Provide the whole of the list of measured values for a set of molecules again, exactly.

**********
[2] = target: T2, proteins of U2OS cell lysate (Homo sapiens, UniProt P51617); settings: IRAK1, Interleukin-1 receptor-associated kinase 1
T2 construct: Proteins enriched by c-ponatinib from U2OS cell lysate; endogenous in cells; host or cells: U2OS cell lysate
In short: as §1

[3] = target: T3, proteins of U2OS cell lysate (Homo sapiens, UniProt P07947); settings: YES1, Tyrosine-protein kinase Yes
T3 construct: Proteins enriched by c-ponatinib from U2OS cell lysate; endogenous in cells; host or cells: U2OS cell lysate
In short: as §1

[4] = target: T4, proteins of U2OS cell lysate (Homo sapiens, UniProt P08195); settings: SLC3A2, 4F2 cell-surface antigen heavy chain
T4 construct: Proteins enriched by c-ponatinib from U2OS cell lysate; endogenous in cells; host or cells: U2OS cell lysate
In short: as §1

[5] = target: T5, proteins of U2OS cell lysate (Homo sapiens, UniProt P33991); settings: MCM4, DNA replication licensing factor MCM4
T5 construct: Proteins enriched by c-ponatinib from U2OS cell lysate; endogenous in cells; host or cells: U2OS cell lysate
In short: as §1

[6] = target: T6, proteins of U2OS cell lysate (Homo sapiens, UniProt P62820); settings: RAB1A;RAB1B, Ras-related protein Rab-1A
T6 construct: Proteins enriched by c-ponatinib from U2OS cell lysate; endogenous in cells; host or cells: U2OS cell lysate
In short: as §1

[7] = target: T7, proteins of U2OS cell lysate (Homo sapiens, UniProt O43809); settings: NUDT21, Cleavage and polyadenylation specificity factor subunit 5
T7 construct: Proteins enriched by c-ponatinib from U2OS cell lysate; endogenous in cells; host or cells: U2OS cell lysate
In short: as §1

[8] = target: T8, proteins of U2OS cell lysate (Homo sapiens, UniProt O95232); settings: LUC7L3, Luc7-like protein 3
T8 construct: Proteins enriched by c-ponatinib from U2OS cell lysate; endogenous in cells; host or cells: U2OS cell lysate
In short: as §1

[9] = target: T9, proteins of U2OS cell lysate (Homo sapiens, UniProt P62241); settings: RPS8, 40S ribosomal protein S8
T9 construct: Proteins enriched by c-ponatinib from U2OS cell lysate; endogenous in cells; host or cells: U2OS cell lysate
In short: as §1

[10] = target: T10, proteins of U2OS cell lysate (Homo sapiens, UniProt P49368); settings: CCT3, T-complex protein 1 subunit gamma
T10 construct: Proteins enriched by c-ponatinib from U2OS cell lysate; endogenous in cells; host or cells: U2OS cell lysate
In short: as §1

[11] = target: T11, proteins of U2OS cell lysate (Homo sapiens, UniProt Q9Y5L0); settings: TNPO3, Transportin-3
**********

[2] = target: T2, proteins of U2OS cell lysate (Homo sapiens, UniProt P51617); settings: IRAK1, Interleukin-1 receptor-associated kinase 1
T2 construct: Proteins enriched by c-ponatinib from U2OS cell lysate; endogenous in cells; host or cells: U2OS cell lysate
In short: as §1

[3] = target: T3, proteins of U2OS cell lysate (Homo sapiens, UniProt P07947); settings: YES1, Tyrosine-protein kinase Yes
T3 construct: Proteins enriched by c-ponatinib from U2OS cell lysate; endogenous in cells; host or cells: U2OS cell lysate
In short: as §1

[4] = target: T4, proteins of U2OS cell lysate (Homo sapiens, UniProt P08195); settings: SLC3A2, 4F2 cell-surface antigen heavy chain
T4 construct: Proteins enriched by c-ponatinib from U2OS cell lysate; endogenous in cells; host or cells: U2OS cell lysate
In short: as §1

[5] = target: T5, proteins of U2OS cell lysate (Homo sapiens, UniProt P33991); settings: MCM4, DNA replication licensing factor MCM4
T5 construct: Proteins enriched by c-ponatinib from U2OS cell lysate; endogenous in cells; host or cells: U2OS cell lysate
In short: as §1

[6] = target: T6, proteins of U2OS cell lysate (Homo sapiens, UniProt P62820); settings: RAB1A;RAB1B, Ras-related protein Rab-1A
T6 construct: Proteins enriched by c-ponatinib from U2OS cell lysate; endogenous in cells; host or cells: U2OS cell lysate
In short: as §1

[7] = target: T7, proteins of U2OS cell lysate (Homo sapiens, UniProt O43809); settings: NUDT21, Cleavage and polyadenylation specificity factor subunit 5
T7 construct: Proteins enriched by c-ponatinib from U2OS cell lysate; endogenous in cells; host or cells: U2OS cell lysate
In short: as §1

[8] = target: T8, proteins of U2OS cell lysate (Homo sapiens, UniProt O95232); settings: LUC7L3, Luc7-like protein 3
T8 construct: Proteins enriched by c-ponatinib from U2OS cell lysate; endogenous in cells; host or cells: U2OS cell lysate
In short: as §1

[9] = target: T9, proteins of U2OS cell lysate (Homo sapiens, UniProt P62241); settings: RPS8, 40S ribosomal protein S8
T9 construct: Proteins enriched by c-ponatinib from U2OS cell lysate; endogenous in cells; host or cells: U2OS cell lysate
In short: as §1

[10] = target: T10, proteins of U2OS cell lysate (Homo sapiens, UniProt P49368); settings: CCT3, T-complex protein 1 subunit gamma
T10 construct: Proteins enriched by c-ponatinib from U2OS cell lysate; endogenous in cells; host or cells: U2OS cell lysate
In short: as §1

[11] = target: T11, proteins of U2OS cell lysate (Homo sapiens, UniProt Q9Y5L0); settings: TNPO3, Transportin-3